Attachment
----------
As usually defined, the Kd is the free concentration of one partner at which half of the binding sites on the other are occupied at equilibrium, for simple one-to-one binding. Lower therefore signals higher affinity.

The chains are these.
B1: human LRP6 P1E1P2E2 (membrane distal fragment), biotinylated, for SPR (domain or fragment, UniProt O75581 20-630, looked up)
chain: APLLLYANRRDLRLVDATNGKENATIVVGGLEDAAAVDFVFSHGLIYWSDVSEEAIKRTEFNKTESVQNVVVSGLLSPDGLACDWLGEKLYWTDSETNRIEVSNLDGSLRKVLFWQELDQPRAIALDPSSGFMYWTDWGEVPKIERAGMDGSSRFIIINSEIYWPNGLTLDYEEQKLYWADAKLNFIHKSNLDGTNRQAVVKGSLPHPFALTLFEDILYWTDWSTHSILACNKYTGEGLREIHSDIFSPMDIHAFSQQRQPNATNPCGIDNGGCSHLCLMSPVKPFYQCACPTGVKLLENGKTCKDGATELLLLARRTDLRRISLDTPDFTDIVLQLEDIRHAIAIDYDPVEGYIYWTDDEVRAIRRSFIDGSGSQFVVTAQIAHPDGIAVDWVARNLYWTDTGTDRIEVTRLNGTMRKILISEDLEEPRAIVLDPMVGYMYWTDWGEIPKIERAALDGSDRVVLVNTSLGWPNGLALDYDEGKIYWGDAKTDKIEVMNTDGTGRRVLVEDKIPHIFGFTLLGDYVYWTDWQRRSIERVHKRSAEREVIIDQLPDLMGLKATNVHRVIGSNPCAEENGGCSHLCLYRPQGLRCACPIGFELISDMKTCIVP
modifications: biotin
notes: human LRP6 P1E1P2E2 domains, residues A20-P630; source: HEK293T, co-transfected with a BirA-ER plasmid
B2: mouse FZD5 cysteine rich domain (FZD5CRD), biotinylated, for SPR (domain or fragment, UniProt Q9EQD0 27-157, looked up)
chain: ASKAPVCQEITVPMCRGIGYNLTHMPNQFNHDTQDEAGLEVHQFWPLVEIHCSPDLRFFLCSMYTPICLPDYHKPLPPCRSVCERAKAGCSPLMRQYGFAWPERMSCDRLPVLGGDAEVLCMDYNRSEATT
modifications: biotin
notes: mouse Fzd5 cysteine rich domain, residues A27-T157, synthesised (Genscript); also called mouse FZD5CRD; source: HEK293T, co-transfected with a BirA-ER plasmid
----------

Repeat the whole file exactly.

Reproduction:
As usually defined, the Kd is the free concentration of one partner at which half of the binding sites on the other are occupied at equilibrium, for simple one-to-one binding. Lower therefore signals higher affinity.

The chains are these.
B1: human LRP6 P1E1P2E2 (membrane distal fragment), biotinylated, for SPR (domain or fragment, UniProt O75581 20-630, looked up)
chain: APLLLYANRRDLRLVDATNGKENATIVVGGLEDAAAVDFVFSHGLIYWSDVSEEAIKRTEFNKTESVQNVVVSGLLSPDGLACDWLGEKLYWTDSETNRIEVSNLDGSLRKVLFWQELDQPRAIALDPSSGFMYWTDWGEVPKIERAGMDGSSRFIIINSEIYWPNGLTLDYEEQKLYWADAKLNFIHKSNLDGTNRQAVVKGSLPHPFALTLFEDILYWTDWSTHSILACNKYTGEGLREIHSDIFSPMDIHAFSQQRQPNATNPCGIDNGGCSHLCLMSPVKPFYQCACPTGVKLLENGKTCKDGATELLLLARRTDLRRISLDTPDFTDIVLQLEDIRHAIAIDYDPVEGYIYWTDDEVRAIRRSFIDGSGSQFVVTAQIAHPDGIAVDWVARNLYWTDTGTDRIEVTRLNGTMRKILISEDLEEPRAIVLDPMVGYMYWTDWGEIPKIERAALDGSDRVVLVNTSLGWPNGLALDYDEGKIYWGDAKTDKIEVMNTDGTGRRVLVEDKIPHIFGFTLLGDYVYWTDWQRRSIERVHKRSAEREVIIDQLPDLMGLKATNVHRVIGSNPCAEENGGCSHLCLYRPQGLRCACPIGFELISDMKTCIVP
modifications: biotin
notes: human LRP6 P1E1P2E2 domains, residues A20-P630; source: HEK293T, co-transfected with a BirA-ER plasmid
B2: mouse FZD5 cysteine rich domain (FZD5CRD), biotinylated, for SPR (domain or fragment, UniProt Q9EQD0 27-157, looked up)
chain: ASKAPVCQEITVPMCRGIGYNLTHMPNQFNHDTQDEAGLEVHQFWPLVEIHCSPDLRFFLCSMYTPICLPDYHKPLPPCRSVCERAKAGCSPLMRQYGFAWPERMSCDRLPVLGGDAEVLCMDYNRSEATT
modifications: biotin
notes: mouse Fzd5 cysteine rich domain, residues A27-T157, synthesised (Genscript); also called mouse FZD5CRD; source: HEK293T, co-transfected with a BirA-ER plasmid